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Eating Fat Doesn't Make You Fat, But Sugar Does


People often think that nutritious foods like buttercream or salmon with avocado sauce will make you gain weight. Similarly, eating a lot of sugary foods like cereal mixed with sugar or high-carb donuts is definitely not good for your waistline.

But scientists are working to find out what will happen in our bodies if we regularly consume large amounts of sugar or fat.

In many parts of the world, these two ingredients are rarely eaten separately. Donut is an example. When you put a donut filled with carbs in the oil pan, you will get a sugar combo - delicious fat that few people can deny.

But there is growing evidence within the human body that when eaten individually, fat does not cause you to gain weight. In contrast, dozens of studies have shown that sugar alone can contribute significantly to your waistline.

Aaron Carrol, a professor of pediatrics at Indiana University School of Medicine, said in a recent book:
 "One thing we know about fat is that fat consumption does not cause the body to rise. It can really help us lose a few more pounds. "

That means foods like buttercream, fatty salmon, and salty nuts can be included in your diet. If you've stopped using them on a low-fat diet in the 1990s, it's time to bring them back.

The proof is in pudding

To determine which ingredients - fats or sugars - are the main causes of poor health, we need to compare between low-fat and low-carb diets -card).

Through multiple comparisons, the results show that people who cut back on not only lost weight, they also didn't gain health benefits like reduced risk of disease.

On the contrary, those who eat a lot of fat but cut down on refined carbs like sugar cereals, white bread and white rice will tend to achieve both of the above benefits.

In other words, the proof that sugar is linked to weight gain lies in pudding - literally. Why?

The scientists compared more than 135,000 people in 18 different countries on low-fat and low-carb diets. People who eat less fat are more likely to die of any cause; they are also at greater risk of dying from heart attacks and cardiovascular diseases. In contrast, people who eat less carbs have a significantly lower incidence of these conditions.

Because of these unexpected results, the authors of the study concluded that "global dietary guidelines need to be revised"!

What happens when we cut fat?

That conclusion makes even more sense when we find out what happens when people try to cut back on dietary fat. Typically, they only swap fat and creamy ingredients for carbohydrates and sugary foods.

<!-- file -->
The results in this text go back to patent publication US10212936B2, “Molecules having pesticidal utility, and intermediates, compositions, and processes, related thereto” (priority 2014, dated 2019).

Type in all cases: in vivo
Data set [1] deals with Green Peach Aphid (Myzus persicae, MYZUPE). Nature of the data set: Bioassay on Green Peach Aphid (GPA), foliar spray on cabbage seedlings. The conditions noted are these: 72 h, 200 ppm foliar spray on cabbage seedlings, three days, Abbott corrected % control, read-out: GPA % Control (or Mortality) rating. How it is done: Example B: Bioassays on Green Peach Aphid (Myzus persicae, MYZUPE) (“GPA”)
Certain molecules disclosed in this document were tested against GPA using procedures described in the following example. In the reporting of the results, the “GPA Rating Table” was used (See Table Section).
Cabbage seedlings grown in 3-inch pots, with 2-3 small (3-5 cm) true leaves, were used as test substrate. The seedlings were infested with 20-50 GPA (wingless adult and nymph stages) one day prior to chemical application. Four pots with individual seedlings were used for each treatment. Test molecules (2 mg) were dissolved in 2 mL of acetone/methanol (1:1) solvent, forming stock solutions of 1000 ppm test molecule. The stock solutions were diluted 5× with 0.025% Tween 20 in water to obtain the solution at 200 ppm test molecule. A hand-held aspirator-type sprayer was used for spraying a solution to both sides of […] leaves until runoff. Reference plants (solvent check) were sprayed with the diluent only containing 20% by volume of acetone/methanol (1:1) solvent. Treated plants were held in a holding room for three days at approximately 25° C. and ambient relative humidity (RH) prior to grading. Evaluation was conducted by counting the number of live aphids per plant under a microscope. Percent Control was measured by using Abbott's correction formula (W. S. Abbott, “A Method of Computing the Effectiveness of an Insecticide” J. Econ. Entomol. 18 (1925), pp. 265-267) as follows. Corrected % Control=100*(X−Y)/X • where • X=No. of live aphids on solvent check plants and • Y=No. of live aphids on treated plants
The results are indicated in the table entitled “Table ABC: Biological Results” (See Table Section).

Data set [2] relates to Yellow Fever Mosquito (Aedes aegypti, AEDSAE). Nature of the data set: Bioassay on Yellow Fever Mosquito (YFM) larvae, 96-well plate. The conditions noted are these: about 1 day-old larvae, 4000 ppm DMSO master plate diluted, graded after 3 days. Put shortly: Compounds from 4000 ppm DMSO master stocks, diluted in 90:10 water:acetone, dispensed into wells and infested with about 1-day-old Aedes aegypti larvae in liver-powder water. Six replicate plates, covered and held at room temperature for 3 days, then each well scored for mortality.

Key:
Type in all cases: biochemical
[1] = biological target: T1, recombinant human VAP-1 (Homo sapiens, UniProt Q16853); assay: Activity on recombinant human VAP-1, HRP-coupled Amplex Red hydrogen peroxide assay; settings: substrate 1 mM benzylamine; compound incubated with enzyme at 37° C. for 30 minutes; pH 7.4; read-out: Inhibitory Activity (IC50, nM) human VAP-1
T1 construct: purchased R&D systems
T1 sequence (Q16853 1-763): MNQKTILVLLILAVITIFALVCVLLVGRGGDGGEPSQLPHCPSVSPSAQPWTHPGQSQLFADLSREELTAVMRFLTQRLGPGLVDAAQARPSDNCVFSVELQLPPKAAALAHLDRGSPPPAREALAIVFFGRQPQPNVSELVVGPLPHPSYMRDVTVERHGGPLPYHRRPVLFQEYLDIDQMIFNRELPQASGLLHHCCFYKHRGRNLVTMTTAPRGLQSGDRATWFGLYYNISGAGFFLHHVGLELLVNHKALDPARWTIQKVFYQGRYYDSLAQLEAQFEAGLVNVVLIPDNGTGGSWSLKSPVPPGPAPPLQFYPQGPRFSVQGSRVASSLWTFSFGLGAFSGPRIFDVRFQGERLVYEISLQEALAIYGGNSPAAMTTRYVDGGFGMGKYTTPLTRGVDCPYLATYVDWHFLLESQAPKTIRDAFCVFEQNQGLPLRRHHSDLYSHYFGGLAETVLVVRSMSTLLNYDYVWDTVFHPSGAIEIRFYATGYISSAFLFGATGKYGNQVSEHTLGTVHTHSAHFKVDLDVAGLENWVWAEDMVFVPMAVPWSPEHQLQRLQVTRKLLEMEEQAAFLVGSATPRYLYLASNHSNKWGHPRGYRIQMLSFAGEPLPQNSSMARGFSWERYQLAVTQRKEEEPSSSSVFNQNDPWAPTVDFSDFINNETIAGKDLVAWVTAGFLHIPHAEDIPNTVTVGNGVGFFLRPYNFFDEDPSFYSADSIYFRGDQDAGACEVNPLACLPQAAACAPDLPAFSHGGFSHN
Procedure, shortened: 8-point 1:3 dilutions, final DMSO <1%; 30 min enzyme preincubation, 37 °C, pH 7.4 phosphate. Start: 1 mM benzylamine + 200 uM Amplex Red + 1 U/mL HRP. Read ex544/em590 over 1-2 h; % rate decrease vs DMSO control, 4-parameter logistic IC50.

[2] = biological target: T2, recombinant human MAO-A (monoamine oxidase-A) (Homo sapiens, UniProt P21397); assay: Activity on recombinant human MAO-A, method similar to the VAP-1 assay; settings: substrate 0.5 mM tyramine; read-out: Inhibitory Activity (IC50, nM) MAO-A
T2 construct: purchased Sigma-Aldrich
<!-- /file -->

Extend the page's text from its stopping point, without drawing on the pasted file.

During an 8-year follow-up, involving nearly 50,000 women, the scientists fed half of their low-fat diets. Not only do these people not lose a lot of weight (if any), the risk of diseases such as breast cancer, colorectal cancer, or cardiovascular disease is not diminished, while these are the usual results, advertised as appearing if there is a healthy eating plan.

Part of the problem lies in what happens to the rest of the diet when we suddenly try to eat only low-fat foods. Most "instant" foods on the low fat list are high in sugar and carbs. Look at the nutrition labels of items like cereals, rolled oats, and yogurt: they are high in sugar and carbs even though the fat content is very low.

Meanwhile, testing also shows that both of these ingredients are strongly linked to weight gain. When we reviewed 50 studies on diet and weight gain, it was found that, on average, the more refined nuts a person ate (like processed cereals and oats), the more gain more weight during the entire trial period.

Therefore, even though low-fat products are advertised as a tool to help with weight loss, they actually contribute more to the process of weight gain compared to a high-fat but low-refined product.

As such, fat is an extremely important ingredient in the diet, while sugar - although ubiquitous in dozens of foods per day - is not. This means that while reducing sugar is a matter of perseverance, it is still a must if you want to lose weight, instead of focusing on cutting fat.


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